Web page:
- An agent can be a resource for another type of agent. For example, broccoli does not move, but grows in value over time unless harvested. Squirrels move, but might be eaten by a hawk, providing resources for the Hawk, but removing the Squirrel agent from the simulation.
- An Obstacle is a Cell subclass that represents an area on the landscape one or more types of agents cannot inhabit. The simplest obstacles will be circles or rectangles. In general, an obstacle must be able to specify if a location is inside or outside its area. Obstacles might move.
Plan out your simulation. Select a consumer, a producer, and an
obstacle and plan out the rules for each. Then build a subclass of
Cell for each one that implements the concept. You may want to add
additional abstract methods to the Cell class to guarantee that all of
the different sub-class types implement a minimum set of methods.
You are free to create an interface or abstract class for an Agent and an interface or abstract class for an Obstacle as well, if you wish to use that method of defining a set of common functions.
- Update your updateState method so that it no longer has the list of neighbors as its input. The list of neighbors is not something you will, in general, need. Instead, each agent will need access to the Landscape itself. You can give it this access by including the Landcsape as a field in Cell or by adding it as a parameter to updateState.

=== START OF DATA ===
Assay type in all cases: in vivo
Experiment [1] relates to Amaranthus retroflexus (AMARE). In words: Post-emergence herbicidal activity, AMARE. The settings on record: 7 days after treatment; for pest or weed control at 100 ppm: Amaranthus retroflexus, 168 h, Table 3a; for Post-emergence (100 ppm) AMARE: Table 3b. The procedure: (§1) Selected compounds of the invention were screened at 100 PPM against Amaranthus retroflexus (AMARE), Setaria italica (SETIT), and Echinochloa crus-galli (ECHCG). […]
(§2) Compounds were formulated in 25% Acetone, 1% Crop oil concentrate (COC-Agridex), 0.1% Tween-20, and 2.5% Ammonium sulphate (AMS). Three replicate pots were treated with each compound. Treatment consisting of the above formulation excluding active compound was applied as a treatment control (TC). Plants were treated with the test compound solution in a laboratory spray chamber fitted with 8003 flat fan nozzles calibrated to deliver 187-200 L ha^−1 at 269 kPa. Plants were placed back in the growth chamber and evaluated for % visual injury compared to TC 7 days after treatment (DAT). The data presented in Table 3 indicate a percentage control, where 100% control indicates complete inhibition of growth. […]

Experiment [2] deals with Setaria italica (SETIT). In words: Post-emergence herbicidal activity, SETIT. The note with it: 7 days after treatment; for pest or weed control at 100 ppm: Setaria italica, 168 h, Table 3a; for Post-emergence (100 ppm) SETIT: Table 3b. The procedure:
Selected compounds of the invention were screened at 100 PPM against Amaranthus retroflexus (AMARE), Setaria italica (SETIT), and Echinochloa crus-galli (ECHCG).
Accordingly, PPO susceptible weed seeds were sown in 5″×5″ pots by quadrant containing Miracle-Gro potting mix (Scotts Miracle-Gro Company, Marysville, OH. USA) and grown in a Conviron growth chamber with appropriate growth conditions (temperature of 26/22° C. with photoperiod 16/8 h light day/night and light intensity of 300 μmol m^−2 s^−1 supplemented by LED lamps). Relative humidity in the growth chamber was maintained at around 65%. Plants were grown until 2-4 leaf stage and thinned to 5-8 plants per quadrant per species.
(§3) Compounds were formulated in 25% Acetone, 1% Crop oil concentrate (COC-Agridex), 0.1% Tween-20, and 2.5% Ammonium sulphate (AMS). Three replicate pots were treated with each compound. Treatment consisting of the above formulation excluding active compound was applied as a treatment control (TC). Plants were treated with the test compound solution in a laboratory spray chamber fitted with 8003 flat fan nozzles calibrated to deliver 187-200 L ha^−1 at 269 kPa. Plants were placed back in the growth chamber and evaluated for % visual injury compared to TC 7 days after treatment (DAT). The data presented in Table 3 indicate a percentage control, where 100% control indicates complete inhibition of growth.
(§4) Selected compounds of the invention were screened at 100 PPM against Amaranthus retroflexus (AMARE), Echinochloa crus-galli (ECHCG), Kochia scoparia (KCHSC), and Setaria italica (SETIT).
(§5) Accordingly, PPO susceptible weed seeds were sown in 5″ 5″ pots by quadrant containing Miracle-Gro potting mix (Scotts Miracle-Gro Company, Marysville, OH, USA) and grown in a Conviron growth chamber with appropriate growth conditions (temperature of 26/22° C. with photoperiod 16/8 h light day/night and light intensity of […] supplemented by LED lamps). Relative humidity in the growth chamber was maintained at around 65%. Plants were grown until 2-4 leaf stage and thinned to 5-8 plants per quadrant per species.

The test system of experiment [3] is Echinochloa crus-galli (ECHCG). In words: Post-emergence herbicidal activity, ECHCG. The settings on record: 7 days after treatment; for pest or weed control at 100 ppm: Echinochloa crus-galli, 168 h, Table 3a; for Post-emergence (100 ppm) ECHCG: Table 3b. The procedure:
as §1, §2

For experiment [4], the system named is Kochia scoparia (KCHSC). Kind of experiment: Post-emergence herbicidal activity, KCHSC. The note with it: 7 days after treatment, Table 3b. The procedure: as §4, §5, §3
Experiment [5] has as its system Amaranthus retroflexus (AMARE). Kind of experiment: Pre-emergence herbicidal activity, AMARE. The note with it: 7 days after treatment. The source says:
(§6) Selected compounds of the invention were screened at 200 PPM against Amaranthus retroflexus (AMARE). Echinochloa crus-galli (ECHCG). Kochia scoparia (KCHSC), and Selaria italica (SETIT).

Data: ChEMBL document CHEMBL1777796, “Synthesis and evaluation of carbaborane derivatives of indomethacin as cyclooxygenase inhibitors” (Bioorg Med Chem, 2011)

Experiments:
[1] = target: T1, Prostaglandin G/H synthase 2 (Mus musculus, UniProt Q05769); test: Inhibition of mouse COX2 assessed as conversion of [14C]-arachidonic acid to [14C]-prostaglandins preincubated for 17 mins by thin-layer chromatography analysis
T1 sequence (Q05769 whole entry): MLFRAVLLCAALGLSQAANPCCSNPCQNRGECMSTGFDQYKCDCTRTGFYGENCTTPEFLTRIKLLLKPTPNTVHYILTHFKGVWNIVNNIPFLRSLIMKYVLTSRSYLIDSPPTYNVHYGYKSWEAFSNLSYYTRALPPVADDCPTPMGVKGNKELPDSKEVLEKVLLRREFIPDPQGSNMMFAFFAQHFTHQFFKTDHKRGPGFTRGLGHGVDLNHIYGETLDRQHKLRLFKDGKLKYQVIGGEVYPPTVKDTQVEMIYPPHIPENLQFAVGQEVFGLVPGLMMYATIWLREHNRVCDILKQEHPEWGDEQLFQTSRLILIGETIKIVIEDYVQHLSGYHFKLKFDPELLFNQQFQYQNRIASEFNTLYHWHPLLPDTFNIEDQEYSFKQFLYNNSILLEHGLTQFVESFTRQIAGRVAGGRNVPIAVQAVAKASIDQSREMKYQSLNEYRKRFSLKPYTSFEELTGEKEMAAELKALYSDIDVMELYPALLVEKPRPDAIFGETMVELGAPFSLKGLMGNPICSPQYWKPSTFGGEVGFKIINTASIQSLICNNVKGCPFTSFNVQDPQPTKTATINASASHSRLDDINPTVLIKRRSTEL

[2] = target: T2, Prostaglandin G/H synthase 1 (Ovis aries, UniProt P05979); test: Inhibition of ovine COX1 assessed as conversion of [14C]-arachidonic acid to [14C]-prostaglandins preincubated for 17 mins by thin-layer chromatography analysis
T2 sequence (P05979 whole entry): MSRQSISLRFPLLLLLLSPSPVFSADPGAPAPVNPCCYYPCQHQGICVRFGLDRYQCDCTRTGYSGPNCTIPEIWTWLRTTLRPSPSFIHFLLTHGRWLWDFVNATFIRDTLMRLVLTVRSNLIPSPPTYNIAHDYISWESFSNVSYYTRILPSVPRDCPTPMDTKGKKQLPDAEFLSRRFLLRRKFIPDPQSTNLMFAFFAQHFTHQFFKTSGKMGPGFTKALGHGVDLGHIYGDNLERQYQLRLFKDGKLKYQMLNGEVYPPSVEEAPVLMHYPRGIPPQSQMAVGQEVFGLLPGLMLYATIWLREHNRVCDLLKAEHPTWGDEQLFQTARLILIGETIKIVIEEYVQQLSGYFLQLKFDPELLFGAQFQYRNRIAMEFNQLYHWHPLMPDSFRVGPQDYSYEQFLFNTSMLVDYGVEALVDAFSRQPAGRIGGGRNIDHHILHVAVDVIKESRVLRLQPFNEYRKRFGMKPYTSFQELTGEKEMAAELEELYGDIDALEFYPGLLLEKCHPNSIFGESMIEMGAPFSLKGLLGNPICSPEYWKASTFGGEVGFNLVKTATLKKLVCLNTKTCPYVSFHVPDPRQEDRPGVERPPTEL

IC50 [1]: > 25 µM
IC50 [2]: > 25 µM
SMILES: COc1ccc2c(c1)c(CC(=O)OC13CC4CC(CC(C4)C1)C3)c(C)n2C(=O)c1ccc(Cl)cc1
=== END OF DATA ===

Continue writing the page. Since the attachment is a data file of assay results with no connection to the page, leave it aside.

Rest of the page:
- Write the individual agent classes. As you write one class, you may want to test it out to see if it is behaving correctly in the absence of other agents. For example, broccoli plants should grow in health and make new plants; broccoli fiends should start out numerous, shuffle around, and quickly die away with no broccoli to eat. Obstacles should draw their extent and just sit there.
- Make sure each different individual class draws itself in a unique, easily identfiable manner (get creative).
- Update your Landscape class code as you update the individual agent classes. You may want to have separate lists for agents and obstacles, and separate accessor methods, since you'll need to loop over the list of obstacles any time an agent moves.
- Add an initialization function to the Landscape that generates appropriate initial conditions. You'll need to experiment.